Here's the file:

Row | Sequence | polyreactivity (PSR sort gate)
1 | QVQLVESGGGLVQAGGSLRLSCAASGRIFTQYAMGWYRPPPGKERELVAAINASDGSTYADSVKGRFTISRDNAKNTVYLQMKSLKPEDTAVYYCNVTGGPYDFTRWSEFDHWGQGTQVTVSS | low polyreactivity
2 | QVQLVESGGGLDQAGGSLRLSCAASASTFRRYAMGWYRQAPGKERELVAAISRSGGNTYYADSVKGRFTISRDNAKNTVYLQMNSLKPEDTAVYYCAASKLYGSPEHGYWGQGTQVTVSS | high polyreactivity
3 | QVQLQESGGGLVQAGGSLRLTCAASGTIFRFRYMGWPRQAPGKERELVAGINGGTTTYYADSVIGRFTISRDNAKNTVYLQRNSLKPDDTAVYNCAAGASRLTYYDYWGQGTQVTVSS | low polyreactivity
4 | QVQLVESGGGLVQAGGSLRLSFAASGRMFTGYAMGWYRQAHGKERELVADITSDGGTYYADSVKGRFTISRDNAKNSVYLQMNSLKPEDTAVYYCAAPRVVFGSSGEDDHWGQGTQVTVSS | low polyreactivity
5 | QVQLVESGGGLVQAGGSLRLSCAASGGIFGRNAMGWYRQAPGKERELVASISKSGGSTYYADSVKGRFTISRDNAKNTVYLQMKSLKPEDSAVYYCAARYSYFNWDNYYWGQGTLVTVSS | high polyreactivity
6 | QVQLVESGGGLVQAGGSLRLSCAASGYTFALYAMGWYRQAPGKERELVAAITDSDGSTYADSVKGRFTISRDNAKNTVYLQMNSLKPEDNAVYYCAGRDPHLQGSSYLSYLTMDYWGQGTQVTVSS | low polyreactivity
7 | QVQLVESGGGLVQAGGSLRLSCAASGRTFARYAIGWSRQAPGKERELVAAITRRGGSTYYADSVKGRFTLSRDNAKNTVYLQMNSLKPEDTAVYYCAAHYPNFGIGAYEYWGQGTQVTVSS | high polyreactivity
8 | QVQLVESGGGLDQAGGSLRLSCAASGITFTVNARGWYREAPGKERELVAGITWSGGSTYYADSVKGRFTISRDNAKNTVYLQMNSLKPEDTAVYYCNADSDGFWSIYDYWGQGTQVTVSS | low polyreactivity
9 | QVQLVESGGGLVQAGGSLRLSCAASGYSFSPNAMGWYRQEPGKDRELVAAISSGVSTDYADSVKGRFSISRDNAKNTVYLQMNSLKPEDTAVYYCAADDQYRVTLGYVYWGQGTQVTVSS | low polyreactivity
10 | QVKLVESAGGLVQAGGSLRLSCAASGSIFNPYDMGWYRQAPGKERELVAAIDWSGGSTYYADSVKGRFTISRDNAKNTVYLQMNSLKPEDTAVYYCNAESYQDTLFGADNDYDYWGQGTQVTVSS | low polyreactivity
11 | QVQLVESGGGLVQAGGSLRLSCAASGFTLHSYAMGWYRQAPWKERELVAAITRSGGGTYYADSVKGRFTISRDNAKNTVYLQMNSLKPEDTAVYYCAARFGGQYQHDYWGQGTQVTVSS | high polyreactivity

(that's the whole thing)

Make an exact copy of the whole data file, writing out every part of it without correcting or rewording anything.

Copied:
Row | Sequence | polyreactivity (PSR sort gate)
1 | QVQLVESGGGLVQAGGSLRLSCAASGRIFTQYAMGWYRPPPGKERELVAAINASDGSTYADSVKGRFTISRDNAKNTVYLQMKSLKPEDTAVYYCNVTGGPYDFTRWSEFDHWGQGTQVTVSS | low polyreactivity
2 | QVQLVESGGGLDQAGGSLRLSCAASASTFRRYAMGWYRQAPGKERELVAAISRSGGNTYYADSVKGRFTISRDNAKNTVYLQMNSLKPEDTAVYYCAASKLYGSPEHGYWGQGTQVTVSS | high polyreactivity
3 | QVQLQESGGGLVQAGGSLRLTCAASGTIFRFRYMGWPRQAPGKERELVAGINGGTTTYYADSVIGRFTISRDNAKNTVYLQRNSLKPDDTAVYNCAAGASRLTYYDYWGQGTQVTVSS | low polyreactivity
4 | QVQLVESGGGLVQAGGSLRLSFAASGRMFTGYAMGWYRQAHGKERELVADITSDGGTYYADSVKGRFTISRDNAKNSVYLQMNSLKPEDTAVYYCAAPRVVFGSSGEDDHWGQGTQVTVSS | low polyreactivity
5 | QVQLVESGGGLVQAGGSLRLSCAASGGIFGRNAMGWYRQAPGKERELVASISKSGGSTYYADSVKGRFTISRDNAKNTVYLQMKSLKPEDSAVYYCAARYSYFNWDNYYWGQGTLVTVSS | high polyreactivity
6 | QVQLVESGGGLVQAGGSLRLSCAASGYTFALYAMGWYRQAPGKERELVAAITDSDGSTYADSVKGRFTISRDNAKNTVYLQMNSLKPEDNAVYYCAGRDPHLQGSSYLSYLTMDYWGQGTQVTVSS | low polyreactivity
7 | QVQLVESGGGLVQAGGSLRLSCAASGRTFARYAIGWSRQAPGKERELVAAITRRGGSTYYADSVKGRFTLSRDNAKNTVYLQMNSLKPEDTAVYYCAAHYPNFGIGAYEYWGQGTQVTVSS | high polyreactivity
8 | QVQLVESGGGLDQAGGSLRLSCAASGITFTVNARGWYREAPGKERELVAGITWSGGSTYYADSVKGRFTISRDNAKNTVYLQMNSLKPEDTAVYYCNADSDGFWSIYDYWGQGTQVTVSS | low polyreactivity
9 | QVQLVESGGGLVQAGGSLRLSCAASGYSFSPNAMGWYRQEPGKDRELVAAISSGVSTDYADSVKGRFSISRDNAKNTVYLQMNSLKPEDTAVYYCAADDQYRVTLGYVYWGQGTQVTVSS | low polyreactivity
10 | QVKLVESAGGLVQAGGSLRLSCAASGSIFNPYDMGWYRQAPGKERELVAAIDWSGGSTYYADSVKGRFTISRDNAKNTVYLQMNSLKPEDTAVYYCNAESYQDTLFGADNDYDYWGQGTQVTVSS | low polyreactivity
11 | QVQLVESGGGLVQAGGSLRLSCAASGFTLHSYAMGWYRQAPWKERELVAAITRSGGGTYYADSVKGRFTISRDNAKNTVYLQMNSLKPEDTAVYYCAARFGGQYQHDYWGQGTQVTVSS | high polyreactivity